Bank of America Settles with Investors for $8.5 Billion

As previously discussed on this site, Bank of America has quite a few investors none too pleased with the performance of their mortgage-backed securities.  Earlier this summer, BofA agreed to a settlement of $8.5 billion to cover nearly all of their liability from the transfer of Countrywide Financial first-lien mortgages.  According to the article by Rick Rothacker at the Charlotte New & Observer, the mortgage giant also agreed to pay another $5.5 billion to Freddie Mac and Fannie Mae to satisfy mortgage repurchase requests from the 2nd quarter of the year.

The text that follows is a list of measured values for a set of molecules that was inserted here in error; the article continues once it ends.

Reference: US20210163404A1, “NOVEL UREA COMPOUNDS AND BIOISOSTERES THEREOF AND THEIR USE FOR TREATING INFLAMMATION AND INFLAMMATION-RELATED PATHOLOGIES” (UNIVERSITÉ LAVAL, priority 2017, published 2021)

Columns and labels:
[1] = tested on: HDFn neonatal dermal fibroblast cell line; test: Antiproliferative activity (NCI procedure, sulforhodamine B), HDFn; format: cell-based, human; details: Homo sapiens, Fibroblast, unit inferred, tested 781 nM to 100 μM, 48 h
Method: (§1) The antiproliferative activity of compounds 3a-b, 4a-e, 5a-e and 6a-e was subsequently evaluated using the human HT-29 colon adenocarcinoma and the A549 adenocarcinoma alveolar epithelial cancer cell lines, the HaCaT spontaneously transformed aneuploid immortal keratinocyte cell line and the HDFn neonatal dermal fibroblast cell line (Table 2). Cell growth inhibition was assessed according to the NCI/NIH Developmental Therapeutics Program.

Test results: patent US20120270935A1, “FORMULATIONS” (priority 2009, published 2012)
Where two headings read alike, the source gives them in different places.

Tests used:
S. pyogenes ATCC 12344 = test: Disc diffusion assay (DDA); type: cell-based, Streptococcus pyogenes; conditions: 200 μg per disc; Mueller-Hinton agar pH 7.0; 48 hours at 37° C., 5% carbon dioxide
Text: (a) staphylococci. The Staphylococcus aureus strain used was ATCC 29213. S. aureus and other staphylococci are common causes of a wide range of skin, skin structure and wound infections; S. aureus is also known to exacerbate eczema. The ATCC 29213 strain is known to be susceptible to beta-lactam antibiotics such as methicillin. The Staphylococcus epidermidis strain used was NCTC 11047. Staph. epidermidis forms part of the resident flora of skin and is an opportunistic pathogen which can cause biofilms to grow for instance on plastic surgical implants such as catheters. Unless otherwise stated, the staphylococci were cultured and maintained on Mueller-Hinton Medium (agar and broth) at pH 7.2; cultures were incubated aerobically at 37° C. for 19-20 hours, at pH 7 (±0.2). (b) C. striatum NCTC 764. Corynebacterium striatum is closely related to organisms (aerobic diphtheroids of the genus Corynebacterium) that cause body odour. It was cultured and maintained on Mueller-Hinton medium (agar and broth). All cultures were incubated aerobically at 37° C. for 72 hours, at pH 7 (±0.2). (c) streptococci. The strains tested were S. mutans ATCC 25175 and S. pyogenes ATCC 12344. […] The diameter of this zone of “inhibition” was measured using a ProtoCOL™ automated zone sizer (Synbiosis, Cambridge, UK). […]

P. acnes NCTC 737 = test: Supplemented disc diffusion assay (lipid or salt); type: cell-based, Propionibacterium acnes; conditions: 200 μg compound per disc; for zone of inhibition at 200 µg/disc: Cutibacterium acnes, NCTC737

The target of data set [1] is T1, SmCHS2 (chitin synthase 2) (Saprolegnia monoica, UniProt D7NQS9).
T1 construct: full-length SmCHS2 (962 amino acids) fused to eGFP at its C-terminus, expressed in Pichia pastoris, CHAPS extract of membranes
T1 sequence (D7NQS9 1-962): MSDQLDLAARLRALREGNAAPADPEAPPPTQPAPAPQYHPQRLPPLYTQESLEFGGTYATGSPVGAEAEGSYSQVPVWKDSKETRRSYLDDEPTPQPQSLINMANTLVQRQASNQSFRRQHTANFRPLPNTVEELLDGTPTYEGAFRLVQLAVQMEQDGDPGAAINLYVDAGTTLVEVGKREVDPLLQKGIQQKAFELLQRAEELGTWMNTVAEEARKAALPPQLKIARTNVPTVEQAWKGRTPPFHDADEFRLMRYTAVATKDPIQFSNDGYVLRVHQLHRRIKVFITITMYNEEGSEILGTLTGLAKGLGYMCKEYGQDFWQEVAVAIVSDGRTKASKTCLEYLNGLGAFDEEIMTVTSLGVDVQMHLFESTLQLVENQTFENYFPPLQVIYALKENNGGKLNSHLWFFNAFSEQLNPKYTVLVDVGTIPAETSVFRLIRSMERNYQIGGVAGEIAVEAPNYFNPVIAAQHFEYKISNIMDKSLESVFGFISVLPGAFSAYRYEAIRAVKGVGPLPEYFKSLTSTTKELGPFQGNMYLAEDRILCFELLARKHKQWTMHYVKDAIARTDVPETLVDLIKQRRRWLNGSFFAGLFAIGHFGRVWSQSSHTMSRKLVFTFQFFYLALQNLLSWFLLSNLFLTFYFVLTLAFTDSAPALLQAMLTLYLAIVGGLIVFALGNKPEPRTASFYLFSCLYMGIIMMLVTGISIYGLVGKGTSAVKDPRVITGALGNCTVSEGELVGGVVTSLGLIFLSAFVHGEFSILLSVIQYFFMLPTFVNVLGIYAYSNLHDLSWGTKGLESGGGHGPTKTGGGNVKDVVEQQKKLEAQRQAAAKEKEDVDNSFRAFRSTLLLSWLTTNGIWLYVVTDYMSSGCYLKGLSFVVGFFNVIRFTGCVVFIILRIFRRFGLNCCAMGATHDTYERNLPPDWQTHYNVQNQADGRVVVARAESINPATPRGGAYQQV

The bad news for BofA shareholders is that the bank’s 2nd quarter net income is projected to be between $3.2 billion an $3.7 billion, exclusive of the settlements.  The good news for the bank is that the Countrywide settlement is for 530 mortgage bond trusts with original principle of $424 billion; the settlement is equal to about 2% of the principal and removes one of the largest investor risks for BofA, according to the article.

What I find interesting is the precedent this sets:

“Our clients are pleased that Bank of America has agreed to take the steps necessary to put these claims behind it,” said Kathy Patrick of Gibbs & Bruns LLP, lead counsel for the investors. “Bank of America has charted a path our clients expect other banks will follow.”

I believe she is right.  Other major lenders with undoubtedly be pressured to reach repurchase agreements with private investors.  And Bank of America will likely face more demands from more investors.
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